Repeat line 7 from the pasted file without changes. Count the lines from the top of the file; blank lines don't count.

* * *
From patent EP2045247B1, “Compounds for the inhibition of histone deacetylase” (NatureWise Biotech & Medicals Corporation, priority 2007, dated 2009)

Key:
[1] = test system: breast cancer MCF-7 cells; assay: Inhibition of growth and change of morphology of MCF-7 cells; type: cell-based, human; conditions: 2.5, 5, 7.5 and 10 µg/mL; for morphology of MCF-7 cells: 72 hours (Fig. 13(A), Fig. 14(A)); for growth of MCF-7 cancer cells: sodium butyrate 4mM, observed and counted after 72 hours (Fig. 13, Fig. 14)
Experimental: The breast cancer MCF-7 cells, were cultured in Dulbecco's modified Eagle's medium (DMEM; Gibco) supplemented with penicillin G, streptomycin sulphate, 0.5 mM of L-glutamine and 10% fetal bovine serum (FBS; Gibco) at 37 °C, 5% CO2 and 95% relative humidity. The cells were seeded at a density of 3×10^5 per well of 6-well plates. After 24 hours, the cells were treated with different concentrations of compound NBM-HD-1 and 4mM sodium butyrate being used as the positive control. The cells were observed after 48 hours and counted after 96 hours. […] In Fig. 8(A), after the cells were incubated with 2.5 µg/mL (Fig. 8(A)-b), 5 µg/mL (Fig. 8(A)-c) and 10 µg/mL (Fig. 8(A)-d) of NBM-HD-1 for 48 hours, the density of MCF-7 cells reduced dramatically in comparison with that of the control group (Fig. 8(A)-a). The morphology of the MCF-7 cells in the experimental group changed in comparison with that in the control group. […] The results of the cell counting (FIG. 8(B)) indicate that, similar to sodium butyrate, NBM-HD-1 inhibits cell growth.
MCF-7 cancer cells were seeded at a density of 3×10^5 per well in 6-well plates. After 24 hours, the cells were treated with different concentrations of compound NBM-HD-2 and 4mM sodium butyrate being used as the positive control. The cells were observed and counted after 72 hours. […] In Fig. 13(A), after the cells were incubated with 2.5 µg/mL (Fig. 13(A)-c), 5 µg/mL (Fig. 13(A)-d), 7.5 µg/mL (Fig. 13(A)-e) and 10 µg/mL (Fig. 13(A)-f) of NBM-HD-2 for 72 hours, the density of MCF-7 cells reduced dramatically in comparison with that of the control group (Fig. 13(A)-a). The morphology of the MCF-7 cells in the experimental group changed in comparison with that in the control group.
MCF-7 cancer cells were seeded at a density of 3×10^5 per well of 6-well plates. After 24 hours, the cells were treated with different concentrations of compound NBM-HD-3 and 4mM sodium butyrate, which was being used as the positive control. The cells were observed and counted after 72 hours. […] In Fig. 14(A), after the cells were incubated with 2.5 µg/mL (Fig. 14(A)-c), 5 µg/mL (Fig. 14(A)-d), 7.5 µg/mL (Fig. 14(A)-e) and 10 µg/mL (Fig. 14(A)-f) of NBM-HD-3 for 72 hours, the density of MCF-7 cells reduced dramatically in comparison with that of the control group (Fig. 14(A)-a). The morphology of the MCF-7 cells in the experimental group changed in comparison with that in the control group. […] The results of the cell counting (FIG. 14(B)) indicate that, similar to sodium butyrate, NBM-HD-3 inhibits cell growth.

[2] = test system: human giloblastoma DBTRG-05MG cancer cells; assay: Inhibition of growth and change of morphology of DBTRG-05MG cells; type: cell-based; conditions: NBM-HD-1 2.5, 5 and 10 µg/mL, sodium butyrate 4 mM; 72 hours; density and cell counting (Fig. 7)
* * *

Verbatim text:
[2] = test system: human giloblastoma DBTRG-05MG cancer cells; assay: Inhibition of growth and change of morphology of DBTRG-05MG cells; type: cell-based; conditions: NBM-HD-1 2.5, 5 and 10 µg/mL, sodium butyrate 4 mM; 72 hours; density and cell counting (Fig. 7)